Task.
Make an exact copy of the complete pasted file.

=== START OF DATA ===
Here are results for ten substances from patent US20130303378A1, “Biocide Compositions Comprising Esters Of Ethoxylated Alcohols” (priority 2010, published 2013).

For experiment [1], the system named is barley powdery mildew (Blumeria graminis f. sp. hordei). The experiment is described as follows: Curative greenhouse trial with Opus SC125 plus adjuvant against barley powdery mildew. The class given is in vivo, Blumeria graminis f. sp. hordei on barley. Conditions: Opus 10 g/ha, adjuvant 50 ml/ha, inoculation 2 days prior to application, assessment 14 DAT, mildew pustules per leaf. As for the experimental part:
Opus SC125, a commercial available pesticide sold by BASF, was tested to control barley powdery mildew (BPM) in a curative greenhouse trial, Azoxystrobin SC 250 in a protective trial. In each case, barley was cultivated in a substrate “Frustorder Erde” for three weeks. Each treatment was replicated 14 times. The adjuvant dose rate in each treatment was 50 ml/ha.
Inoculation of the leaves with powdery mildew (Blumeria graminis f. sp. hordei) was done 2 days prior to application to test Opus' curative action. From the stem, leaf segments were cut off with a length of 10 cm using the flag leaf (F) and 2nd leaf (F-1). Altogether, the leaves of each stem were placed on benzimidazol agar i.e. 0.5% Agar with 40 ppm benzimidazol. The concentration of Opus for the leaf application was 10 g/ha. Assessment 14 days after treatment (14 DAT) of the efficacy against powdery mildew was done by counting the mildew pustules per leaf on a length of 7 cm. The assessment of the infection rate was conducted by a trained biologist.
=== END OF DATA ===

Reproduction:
Here are results for ten substances from patent US20130303378A1, “Biocide Compositions Comprising Esters Of Ethoxylated Alcohols” (priority 2010, published 2013).

For experiment [1], the system named is barley powdery mildew (Blumeria graminis f. sp. hordei). The experiment is described as follows: Curative greenhouse trial with Opus SC125 plus adjuvant against barley powdery mildew. The class given is in vivo, Blumeria graminis f. sp. hordei on barley. Conditions: Opus 10 g/ha, adjuvant 50 ml/ha, inoculation 2 days prior to application, assessment 14 DAT, mildew pustules per leaf. As for the experimental part:
Opus SC125, a commercial available pesticide sold by BASF, was tested to control barley powdery mildew (BPM) in a curative greenhouse trial, Azoxystrobin SC 250 in a protective trial. In each case, barley was cultivated in a substrate “Frustorder Erde” for three weeks. Each treatment was replicated 14 times. The adjuvant dose rate in each treatment was 50 ml/ha.
Inoculation of the leaves with powdery mildew (Blumeria graminis f. sp. hordei) was done 2 days prior to application to test Opus' curative action. From the stem, leaf segments were cut off with a length of 10 cm using the flag leaf (F) and 2nd leaf (F-1). Altogether, the leaves of each stem were placed on benzimidazol agar i.e. 0.5% Agar with 40 ppm benzimidazol. The concentration of Opus for the leaf application was 10 g/ha. Assessment 14 days after treatment (14 DAT) of the efficacy against powdery mildew was done by counting the mildew pustules per leaf on a length of 7 cm. The assessment of the infection rate was conducted by a trained biologist.